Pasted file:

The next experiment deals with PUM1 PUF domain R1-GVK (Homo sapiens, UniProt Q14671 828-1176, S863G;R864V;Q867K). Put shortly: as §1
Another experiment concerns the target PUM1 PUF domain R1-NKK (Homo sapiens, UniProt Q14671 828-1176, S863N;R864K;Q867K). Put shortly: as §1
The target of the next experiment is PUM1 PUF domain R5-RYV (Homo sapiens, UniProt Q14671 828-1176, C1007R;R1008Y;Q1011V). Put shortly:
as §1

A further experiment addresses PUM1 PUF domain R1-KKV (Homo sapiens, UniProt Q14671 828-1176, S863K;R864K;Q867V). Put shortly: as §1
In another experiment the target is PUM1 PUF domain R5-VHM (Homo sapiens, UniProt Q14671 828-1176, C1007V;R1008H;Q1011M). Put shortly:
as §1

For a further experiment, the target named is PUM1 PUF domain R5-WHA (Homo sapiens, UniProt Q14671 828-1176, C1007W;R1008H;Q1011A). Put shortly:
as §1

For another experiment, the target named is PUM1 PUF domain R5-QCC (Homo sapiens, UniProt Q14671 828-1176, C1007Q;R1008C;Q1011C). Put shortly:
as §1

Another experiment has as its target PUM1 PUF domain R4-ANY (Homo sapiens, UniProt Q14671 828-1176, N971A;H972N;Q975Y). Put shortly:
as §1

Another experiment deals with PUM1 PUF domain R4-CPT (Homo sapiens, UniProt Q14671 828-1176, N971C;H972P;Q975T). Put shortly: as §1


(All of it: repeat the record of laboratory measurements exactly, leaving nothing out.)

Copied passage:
The next experiment deals with PUM1 PUF domain R1-GVK (Homo sapiens, UniProt Q14671 828-1176, S863G;R864V;Q867K). Put shortly: as §1
Another experiment concerns the target PUM1 PUF domain R1-NKK (Homo sapiens, UniProt Q14671 828-1176, S863N;R864K;Q867K). Put shortly: as §1
The target of the next experiment is PUM1 PUF domain R5-RYV (Homo sapiens, UniProt Q14671 828-1176, C1007R;R1008Y;Q1011V). Put shortly:
as §1

A further experiment addresses PUM1 PUF domain R1-KKV (Homo sapiens, UniProt Q14671 828-1176, S863K;R864K;Q867V). Put shortly: as §1
In another experiment the target is PUM1 PUF domain R5-VHM (Homo sapiens, UniProt Q14671 828-1176, C1007V;R1008H;Q1011M). Put shortly:
as §1

For a further experiment, the target named is PUM1 PUF domain R5-WHA (Homo sapiens, UniProt Q14671 828-1176, C1007W;R1008H;Q1011A). Put shortly:
as §1

For another experiment, the target named is PUM1 PUF domain R5-QCC (Homo sapiens, UniProt Q14671 828-1176, C1007Q;R1008C;Q1011C). Put shortly:
as §1

Another experiment has as its target PUM1 PUF domain R4-ANY (Homo sapiens, UniProt Q14671 828-1176, N971A;H972N;Q975Y). Put shortly:
as §1

Another experiment deals with PUM1 PUF domain R4-CPT (Homo sapiens, UniProt Q14671 828-1176, N971C;H972P;Q975T). Put shortly: as §1